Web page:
I am looking for a list of file structures used by named entity recognition datasets. I am aware of the file structures mentioned below. What other file structures are there?

CONLL 2003

Inline markup, tokenized:


rejects VBZ B-VP O
call NN I-NP O
to TO B-VP O
boycott VB I-VP O
British JJ B-NP B-MISC
lamb NN I-NP O
. . O O

Blackburn NNP I-NP I-PER

1996-08-22 CD I-NP O

European NNP I-NP B-ORG
Commission NNP I-NP I-ORG
said VBD B-VP O
on IN B-PP O
Thursday NNP B-NP O
disagreed VBD B-VP O
with IN B-PP O
advice NN I-NP O
to TO B-PP O
consumers NNS B-NP O
to TO B-VP O
shun VB I-VP O
British JJ B-NP B-MISC
lamb NN I-NP O
until IN B-SBAR O
scientists NNS B-NP O
determine VBP B-VP O
whether IN B-SBAR O
mad JJ B-NP O
cow NN I-NP O
disease NN I-NP O
can MD B-VP O
be VB I-VP O
transmitted VBN I-VP O
to TO B-PP O
sheep NN B-NP O
. . O O

Brat rapid annotation tool (brat)

BRAT's output uses standoff annotations (and non-tokenized text):


Nuclear theory devoted major efforts since 4 decades to describe thermalization in nuclear reactions, predominantly using semi-classical methods  [13,14,10], in line with similar problems in quantum liquids  [15,16]. There were attempts to develop improved molecular dynamics methods combining quantum features with a semi classical treatment of dynamical correlations  [17,18]. Still, no clear-cut quantum approach is readily available yet, in spite of numerous formal attempts [19,20,10]. The field of clusters and nano structures is far younger but fast developing in relation to the ongoing developments of lasers and imaging techniques. Semiclassical approaches were also considered in the field to include some dynamical corrections  [21,22] and could qualitatively describe dynamical processes. But such approaches are bound to simple metals with sufficiently delocalized wave functions, and thus smooth potentials justifying semiclassical approximations. The case of organic systems, in particular the much celebrated C60   [4,23], cannot be treated this way. Semi classical, and even classical approaches, can be used at very high excitations such as delivered by very intense laser pulses  [2]. In such cases the system is blown up and details of its quantum mechanical features do not matter anymore. But for less violent scenarios, quantum shell effects cannot be ignored.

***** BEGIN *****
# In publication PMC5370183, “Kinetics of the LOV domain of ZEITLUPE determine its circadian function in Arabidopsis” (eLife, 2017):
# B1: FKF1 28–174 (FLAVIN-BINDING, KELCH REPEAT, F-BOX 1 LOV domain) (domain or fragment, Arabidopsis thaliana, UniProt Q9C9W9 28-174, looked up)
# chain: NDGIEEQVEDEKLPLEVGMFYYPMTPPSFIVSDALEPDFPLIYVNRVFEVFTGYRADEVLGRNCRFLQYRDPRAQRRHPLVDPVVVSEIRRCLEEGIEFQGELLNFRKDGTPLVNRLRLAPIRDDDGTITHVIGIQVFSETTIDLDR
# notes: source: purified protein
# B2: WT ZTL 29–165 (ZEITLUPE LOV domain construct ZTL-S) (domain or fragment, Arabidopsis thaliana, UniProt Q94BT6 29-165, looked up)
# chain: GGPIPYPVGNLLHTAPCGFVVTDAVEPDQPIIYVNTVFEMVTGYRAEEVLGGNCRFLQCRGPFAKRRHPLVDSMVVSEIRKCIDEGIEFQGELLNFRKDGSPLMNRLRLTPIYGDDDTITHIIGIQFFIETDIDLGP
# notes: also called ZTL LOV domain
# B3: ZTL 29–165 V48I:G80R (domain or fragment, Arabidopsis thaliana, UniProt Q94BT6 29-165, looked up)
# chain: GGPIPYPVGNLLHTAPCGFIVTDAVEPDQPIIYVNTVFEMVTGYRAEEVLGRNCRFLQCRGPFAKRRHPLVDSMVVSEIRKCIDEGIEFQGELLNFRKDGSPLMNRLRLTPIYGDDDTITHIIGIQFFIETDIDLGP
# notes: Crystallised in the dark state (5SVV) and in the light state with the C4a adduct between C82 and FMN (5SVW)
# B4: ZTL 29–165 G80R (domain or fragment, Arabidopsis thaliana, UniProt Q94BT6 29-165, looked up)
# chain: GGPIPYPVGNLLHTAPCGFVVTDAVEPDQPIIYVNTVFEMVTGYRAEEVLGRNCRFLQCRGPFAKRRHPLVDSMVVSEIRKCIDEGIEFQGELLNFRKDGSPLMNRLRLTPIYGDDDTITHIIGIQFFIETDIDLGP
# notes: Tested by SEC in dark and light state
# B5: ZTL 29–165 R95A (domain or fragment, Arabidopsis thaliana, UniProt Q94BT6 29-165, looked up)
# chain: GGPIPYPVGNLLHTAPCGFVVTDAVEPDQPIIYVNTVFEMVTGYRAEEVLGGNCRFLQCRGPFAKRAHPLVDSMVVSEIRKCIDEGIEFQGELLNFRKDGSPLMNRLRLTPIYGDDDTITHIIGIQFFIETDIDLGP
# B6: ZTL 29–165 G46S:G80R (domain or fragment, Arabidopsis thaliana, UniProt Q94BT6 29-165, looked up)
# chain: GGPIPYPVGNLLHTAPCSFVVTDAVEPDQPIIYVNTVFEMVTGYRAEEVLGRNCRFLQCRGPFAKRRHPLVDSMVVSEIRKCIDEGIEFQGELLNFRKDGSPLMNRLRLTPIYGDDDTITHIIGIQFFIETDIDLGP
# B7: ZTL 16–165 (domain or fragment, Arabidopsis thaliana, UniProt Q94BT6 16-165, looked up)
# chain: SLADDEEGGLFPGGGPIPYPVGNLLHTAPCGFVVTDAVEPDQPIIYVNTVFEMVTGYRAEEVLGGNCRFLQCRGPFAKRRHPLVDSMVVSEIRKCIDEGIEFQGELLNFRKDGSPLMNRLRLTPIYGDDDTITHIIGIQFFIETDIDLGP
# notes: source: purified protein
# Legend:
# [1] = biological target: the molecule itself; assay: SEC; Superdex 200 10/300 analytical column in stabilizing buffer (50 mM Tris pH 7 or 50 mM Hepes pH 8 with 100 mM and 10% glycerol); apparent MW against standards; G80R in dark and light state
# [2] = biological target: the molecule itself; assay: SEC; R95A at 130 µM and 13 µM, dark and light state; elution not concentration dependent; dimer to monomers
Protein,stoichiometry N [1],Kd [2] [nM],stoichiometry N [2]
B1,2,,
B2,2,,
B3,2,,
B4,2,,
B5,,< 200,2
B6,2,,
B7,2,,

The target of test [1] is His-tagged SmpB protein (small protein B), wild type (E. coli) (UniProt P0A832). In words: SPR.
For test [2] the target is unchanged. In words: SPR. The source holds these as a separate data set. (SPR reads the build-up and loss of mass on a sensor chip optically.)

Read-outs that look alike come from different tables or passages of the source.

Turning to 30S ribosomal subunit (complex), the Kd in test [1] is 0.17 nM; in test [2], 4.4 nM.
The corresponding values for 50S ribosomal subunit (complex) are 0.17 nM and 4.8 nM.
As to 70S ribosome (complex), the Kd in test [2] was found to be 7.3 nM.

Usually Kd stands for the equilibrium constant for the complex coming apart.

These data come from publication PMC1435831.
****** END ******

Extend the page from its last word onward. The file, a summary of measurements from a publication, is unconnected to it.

T1  Task 0 14   Nuclear theory
T2  Task 65 79  thermalization
T3  Process 65 79   thermalization
T4  Process 122 144 semi-classical methods
T5  Process 83 100  nuclear reactions
T6  Material 191 206    quantum liquids
T7  Process 248 283 improved molecular dynamics methods
T8  Task 284 310    combining quantum features
T9  Task 495 532    field of clusters and nano structures
T10 Process 611 617 lasers
T11 Process 622 640 imaging techniques
T12 Process 758 801 qualitatively describe dynamical processes.
T13 Material 835 848    simple metals
T14 Material 835 893    simple metals with sufficiently delocalized wave functions
T15 Task 975 990    organic systems
T16 Material 1026 1029  C60
T17 Process 1173 1198   very intense laser pulses
T18 Task 1261 1288  quantum mechanical features
T19 Process 1344 1365   quantum shell effects
T20 Process 318 368 semi classical treatment of dynamical correlations

OK, there are only two basic flavours of such files

  1. "Inline", as you call it; it is also called "vertical" or "one word per line" or "one token by line"
  2. "Standoff", as you call it, also called "horizontal" or "layered"

For those types there exist lot of different implementations. For the first type there is (besides CONLL that you already mentioned) the vrt format used by the Open Corpus Work Bench (see this tutorial) that allows additional XML annotation in the file.

For the second type, there is, e.g., Tübingen Corpus Format (TCF) used by WebLicht.

Both flavours have their pros and cons. The first type is geared for fast and efficient processing and can be used for online processing. The drawback is that one needs to add a lot of fillers (e.g., 0) for sparse annotations.

The second type is good when there are several layers of sparse annotation, but becomes unhandy when the files grow too large. One also has to load the whole file into memory before processing can start.

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